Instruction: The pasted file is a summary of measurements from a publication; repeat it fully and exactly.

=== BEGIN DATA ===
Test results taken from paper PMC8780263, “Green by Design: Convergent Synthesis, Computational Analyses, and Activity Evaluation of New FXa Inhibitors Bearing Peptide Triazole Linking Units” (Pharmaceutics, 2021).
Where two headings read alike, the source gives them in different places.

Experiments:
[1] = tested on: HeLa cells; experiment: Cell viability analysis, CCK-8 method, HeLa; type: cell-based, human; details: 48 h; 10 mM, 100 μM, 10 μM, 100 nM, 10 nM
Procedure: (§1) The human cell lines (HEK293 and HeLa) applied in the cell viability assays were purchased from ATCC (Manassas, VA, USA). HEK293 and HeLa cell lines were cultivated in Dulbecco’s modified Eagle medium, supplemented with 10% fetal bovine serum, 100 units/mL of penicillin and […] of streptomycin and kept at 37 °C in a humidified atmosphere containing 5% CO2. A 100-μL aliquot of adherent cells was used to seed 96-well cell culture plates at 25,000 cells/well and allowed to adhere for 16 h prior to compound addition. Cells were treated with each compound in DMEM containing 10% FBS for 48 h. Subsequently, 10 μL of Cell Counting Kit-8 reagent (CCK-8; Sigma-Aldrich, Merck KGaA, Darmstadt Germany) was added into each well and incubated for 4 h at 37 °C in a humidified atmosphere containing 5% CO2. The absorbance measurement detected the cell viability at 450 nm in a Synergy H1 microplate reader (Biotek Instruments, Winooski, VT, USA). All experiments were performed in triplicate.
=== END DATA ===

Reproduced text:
Test results taken from paper PMC8780263, “Green by Design: Convergent Synthesis, Computational Analyses, and Activity Evaluation of New FXa Inhibitors Bearing Peptide Triazole Linking Units” (Pharmaceutics, 2021).
Where two headings read alike, the source gives them in different places.

Experiments:
[1] = tested on: HeLa cells; experiment: Cell viability analysis, CCK-8 method, HeLa; type: cell-based, human; details: 48 h; 10 mM, 100 μM, 10 μM, 100 nM, 10 nM
Procedure: (§1) The human cell lines (HEK293 and HeLa) applied in the cell viability assays were purchased from ATCC (Manassas, VA, USA). HEK293 and HeLa cell lines were cultivated in Dulbecco’s modified Eagle medium, supplemented with 10% fetal bovine serum, 100 units/mL of penicillin and […] of streptomycin and kept at 37 °C in a humidified atmosphere containing 5% CO2. A 100-μL aliquot of adherent cells was used to seed 96-well cell culture plates at 25,000 cells/well and allowed to adhere for 16 h prior to compound addition. Cells were treated with each compound in DMEM containing 10% FBS for 48 h. Subsequently, 10 μL of Cell Counting Kit-8 reagent (CCK-8; Sigma-Aldrich, Merck KGaA, Darmstadt Germany) was added into each well and incubated for 4 h at 37 °C in a humidified atmosphere containing 5% CO2. The absorbance measurement detected the cell viability at 450 nm in a Synergy H1 microplate reader (Biotek Instruments, Winooski, VT, USA). All experiments were performed in triplicate.